When we’re not talking about business, our weekends are spent visiting different areas in Tokyo and meeting with friends. Saturday afternoons always seem to draw to a close with a long chat over a cup of coffee at a nice café. As we are both interested in the others’ point of view and culture, our conversations at said coffee shops often can get very heated (to the chagrin of the poor soul sitting at the table adjacent to ours). Yet, every day is like a new adventure as we are in a continual state of awakening to other points of view. Mainly, both of us are good listeners and good friends. He is gutsy, not afraid to gamble for all the stakes (I mean this quite literally); a strong, patient, and handsome man who is intensely hard-working. While these might be some of the traits of the Kyushu-danji, none of them have to do specifically with his nationality or with where he was raised. They do, however, have everything to do with the simple fact that “he is Takahiro.” Nationality aside, he is the man I fell in love with.
While at first there was a considerable amount of hesitation on both our parts because of our immense cultural gulf, the moment of truth came for Taka when he was faced with a life-threatening tragedy. This enlightenment occurred when his family’s 400-year old home (jikka) in the mountains of Kyushu accidentally burned to the ground one night, and he and his family barely got out safely (losing priceless possessions and artifacts). He came back to Tokyo two nights later, with only a wilted, empty backpack, a pair of sandals he had bought after the fire consumed his expensive Nike sneakers, and the intention of asking me to marry him. This taught me that fate exists also in a country like Japan where function and prudence can conquer all.
Taka’s family once belonged to the Kuroda Clan, and were samurai for many generations. While maintaining their traditional way of life, they uniquely welcome new ideas. Their wish to be open to the world is symbolised by the acceptance into their family of a gaijin. However, as Taka is the chounan (first born son responsible for the continuation of his family’s centuries-old legacy), there are still some obligations to his extended family. This became apparent when we were planning our wedding.
While we would have been content to have had a simple no-frills marriage, the family opted for an expensive formal affair in Fukuoka. Looking back on this, though, I have nothing but fond memories and a greater respect for the finality of the experience in both of our lives and for its sustaining power in our marriage. It created, as it were, an unalterable destiny inscribed in the immemorial family tree—a tree which now contains a name forever engraved in katakana.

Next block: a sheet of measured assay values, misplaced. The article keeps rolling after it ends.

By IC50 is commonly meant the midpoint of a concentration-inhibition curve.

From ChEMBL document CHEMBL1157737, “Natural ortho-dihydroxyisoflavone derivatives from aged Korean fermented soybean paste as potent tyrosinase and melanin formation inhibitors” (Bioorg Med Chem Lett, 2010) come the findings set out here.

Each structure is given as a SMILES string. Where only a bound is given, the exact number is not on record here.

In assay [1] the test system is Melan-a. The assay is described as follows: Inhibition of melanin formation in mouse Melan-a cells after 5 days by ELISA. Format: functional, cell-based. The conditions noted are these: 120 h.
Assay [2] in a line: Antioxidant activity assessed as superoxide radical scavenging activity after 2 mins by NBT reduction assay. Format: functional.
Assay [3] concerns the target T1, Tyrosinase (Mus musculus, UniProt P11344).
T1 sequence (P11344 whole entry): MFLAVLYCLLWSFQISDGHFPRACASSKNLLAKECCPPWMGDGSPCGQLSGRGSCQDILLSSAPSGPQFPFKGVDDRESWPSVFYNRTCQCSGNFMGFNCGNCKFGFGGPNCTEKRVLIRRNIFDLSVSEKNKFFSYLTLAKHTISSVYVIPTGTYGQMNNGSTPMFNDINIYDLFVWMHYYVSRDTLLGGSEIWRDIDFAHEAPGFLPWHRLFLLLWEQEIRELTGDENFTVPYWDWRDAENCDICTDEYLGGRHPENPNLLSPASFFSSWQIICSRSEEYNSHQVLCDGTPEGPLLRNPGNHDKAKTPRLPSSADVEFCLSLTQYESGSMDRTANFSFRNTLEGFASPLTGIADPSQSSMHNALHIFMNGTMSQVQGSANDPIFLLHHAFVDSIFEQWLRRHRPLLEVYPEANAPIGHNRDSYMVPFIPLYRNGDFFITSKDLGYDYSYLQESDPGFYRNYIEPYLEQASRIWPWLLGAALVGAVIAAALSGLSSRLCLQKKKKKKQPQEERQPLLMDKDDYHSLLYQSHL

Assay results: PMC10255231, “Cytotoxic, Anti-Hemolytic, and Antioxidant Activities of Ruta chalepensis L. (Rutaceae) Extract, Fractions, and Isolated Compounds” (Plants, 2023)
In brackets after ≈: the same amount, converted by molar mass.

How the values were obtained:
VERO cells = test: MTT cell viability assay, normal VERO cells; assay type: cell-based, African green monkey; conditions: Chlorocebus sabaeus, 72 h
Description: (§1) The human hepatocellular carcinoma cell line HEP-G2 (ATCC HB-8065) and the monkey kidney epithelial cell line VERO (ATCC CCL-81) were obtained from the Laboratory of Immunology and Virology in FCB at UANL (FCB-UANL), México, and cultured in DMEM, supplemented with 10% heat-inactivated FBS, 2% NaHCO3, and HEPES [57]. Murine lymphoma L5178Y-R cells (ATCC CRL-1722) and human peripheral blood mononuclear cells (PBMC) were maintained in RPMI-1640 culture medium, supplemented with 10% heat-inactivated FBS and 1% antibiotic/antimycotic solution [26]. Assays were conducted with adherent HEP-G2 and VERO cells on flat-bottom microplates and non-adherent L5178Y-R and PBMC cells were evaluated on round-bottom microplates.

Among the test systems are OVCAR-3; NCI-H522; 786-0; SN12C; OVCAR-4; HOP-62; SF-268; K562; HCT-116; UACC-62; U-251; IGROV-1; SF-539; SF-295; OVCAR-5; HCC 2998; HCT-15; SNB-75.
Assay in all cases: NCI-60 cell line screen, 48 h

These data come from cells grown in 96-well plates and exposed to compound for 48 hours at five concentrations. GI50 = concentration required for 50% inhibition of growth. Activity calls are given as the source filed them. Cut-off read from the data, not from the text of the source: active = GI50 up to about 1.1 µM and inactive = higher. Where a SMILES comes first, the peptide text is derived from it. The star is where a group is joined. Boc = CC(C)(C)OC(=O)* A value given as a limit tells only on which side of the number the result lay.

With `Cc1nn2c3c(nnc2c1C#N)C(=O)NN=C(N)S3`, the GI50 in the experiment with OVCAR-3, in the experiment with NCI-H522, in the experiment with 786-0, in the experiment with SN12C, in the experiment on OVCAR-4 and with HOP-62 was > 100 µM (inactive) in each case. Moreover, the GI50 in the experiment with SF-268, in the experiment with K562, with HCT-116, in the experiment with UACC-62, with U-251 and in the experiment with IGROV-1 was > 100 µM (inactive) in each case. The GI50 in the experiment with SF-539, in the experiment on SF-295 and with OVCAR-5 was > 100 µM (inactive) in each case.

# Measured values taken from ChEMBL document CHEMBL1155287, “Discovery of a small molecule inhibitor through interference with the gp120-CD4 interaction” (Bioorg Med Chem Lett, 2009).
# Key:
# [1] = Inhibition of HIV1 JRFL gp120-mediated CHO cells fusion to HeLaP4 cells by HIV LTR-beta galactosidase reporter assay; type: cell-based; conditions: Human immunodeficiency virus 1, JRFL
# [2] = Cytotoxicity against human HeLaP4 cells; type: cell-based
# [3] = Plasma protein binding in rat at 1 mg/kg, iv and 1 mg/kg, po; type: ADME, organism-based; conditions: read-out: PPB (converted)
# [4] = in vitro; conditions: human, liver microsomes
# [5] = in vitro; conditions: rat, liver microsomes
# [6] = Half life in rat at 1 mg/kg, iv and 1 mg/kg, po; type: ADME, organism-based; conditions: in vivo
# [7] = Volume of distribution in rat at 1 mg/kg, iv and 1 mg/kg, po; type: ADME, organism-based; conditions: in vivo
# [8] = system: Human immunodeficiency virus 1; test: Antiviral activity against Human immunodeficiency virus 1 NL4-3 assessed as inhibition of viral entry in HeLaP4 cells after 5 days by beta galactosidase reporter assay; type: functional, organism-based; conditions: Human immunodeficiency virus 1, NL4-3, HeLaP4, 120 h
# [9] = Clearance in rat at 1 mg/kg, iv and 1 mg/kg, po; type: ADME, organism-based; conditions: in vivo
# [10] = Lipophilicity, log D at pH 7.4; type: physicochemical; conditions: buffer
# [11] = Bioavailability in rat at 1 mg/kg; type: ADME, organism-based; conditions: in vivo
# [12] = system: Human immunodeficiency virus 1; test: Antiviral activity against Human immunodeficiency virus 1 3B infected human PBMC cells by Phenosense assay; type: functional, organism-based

Taka enjoys my style of cooking and we prepare a hybrid cuisine ranging from Japanese to Mexican and American style dishes. Since I have no inherent Japanese culture of my own to bring to the family, many of the usual mother and daughter-in-law troubles have been circumvented from the start. I am more than anxious to learn from his mother how to make for Taka some of the delicious home-cooked Fukuoka specialties that remind him of home—not to mention that every conversation with her is like a densely-packed Japanese lesson about the language and traditional way of life here. I do believe that she too is glad to teach me her family’s customs.
We have recently moved into a beautiful condo and are busy furnishing it. That too will be eclectic: comprised of American furniture, some European art pieces, and of course one room in the washitsu or traditional Japanese tatami style. Laughter washes over our new dinner table and long talks on the now chilly veranda fill our Friday nights.
I understand that successful international marriages such as ours are rare, especially when it is a foreign woman who marries a Japanese man. Much depends on the liberal character of the man and the willingness of the woman to understand the obligations and joys of being bound forever to a unique and noble culture, one without peer in the world. It’s all about mutual acceptance. I have never been happier.
Our marriage has been enormously liberating, providing an opportunity to expand horizons and creating a new generation who will live in a brave and hopeful world of expectations and fruitful dreams.